• Question: why do frogs not leave in salt water

    Asked by Nick bright twitchstar to Caroline, Derrick, Mark, Marta, Sammy on 10 Jul 2017.
    • Photo: Sammy Wambua

      Sammy Wambua answered on 10 Jul 2017:

      Hello Nick,

      Some frogs, like Crab-eating frogs, can indeed live in salty water. However, as you point out, a majority of frogs cannot dwell in salty water because of the ion/salt concentration in those water bodies is much more (hypertonic) than in the frogs bodies, therefore if frogs tried dwelling in such waters they would loose water to the water bodies becoming dehydrated. Crab-eating frogs differ with other frogs in that they don’t excrete urea but store up urea hence raising their ionic concentration which allows them to safely dwell in salty water.

    • Photo: Caroline Ogwang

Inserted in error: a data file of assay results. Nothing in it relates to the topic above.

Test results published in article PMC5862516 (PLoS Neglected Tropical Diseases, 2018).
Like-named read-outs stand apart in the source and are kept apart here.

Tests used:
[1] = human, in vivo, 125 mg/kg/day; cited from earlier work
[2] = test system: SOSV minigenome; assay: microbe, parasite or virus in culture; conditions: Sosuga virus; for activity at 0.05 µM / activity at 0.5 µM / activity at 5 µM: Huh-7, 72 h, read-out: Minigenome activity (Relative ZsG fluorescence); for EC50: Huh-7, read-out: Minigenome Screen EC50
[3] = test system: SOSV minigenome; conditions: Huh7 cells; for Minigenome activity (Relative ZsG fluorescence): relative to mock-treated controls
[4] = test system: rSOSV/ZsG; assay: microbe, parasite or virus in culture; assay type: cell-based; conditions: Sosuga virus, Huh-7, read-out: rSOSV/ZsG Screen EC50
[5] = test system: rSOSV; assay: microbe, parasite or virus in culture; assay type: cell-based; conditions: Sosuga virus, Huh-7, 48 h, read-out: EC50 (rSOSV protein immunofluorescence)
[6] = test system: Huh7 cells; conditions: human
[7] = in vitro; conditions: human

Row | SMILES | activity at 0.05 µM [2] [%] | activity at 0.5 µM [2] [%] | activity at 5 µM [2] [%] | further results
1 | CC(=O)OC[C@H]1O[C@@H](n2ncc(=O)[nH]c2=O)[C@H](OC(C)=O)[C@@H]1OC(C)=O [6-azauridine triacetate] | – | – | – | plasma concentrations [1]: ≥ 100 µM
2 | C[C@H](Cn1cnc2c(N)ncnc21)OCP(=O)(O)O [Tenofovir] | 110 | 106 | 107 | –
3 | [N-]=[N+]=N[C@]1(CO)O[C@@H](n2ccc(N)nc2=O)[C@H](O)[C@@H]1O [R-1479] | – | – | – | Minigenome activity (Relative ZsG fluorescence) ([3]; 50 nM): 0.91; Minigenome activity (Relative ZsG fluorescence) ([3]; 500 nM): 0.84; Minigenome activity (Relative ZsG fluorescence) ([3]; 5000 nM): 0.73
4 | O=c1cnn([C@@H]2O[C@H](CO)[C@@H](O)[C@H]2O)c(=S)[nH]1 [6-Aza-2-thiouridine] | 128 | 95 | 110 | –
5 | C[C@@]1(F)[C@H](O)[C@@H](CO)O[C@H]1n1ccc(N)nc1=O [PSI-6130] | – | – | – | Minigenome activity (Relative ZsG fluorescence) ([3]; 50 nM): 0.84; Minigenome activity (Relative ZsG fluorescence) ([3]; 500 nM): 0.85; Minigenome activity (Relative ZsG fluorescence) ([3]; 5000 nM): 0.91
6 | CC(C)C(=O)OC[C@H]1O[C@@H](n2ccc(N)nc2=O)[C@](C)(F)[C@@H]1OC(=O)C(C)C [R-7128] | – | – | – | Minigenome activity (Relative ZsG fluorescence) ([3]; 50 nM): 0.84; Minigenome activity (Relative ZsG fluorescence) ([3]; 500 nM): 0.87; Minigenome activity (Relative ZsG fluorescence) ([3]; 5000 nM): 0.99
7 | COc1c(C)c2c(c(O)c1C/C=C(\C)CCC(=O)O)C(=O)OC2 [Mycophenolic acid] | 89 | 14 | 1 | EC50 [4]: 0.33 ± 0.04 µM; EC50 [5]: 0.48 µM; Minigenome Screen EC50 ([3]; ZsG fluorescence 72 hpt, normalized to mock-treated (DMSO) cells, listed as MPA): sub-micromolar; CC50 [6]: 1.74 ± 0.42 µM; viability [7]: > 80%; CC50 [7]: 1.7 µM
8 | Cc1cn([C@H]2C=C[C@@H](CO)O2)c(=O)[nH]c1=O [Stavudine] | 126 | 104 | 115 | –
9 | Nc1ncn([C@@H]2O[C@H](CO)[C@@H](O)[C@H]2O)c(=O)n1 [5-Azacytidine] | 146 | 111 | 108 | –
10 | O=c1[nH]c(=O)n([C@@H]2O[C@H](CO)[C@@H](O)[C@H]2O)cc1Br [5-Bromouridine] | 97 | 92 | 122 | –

Caroline Ogwang answered on 13 Jul 2017:

      Hi Nick,

      Most frogs can’t live in salty water. Osmolality is a measure of how much one substance has dissolved in another substance. The blood and cells of frogs has a lower osmolality than that saltwater. This will lead to water moving out of their body(via osmosis) causing dehydration which leads to death.

      The crab-eating frog is the only frog that can survive in salty water. Its kidneys have evolved to produce a lot of urea. This urea makes up a disproportionately high percentage of the frog’s bodily fluids, allowing it to retain osmotic equilibrium/balance with a saltwater environment. Therefore water can not move out of their bodies. Without it, they would easily dehydrate from the salt.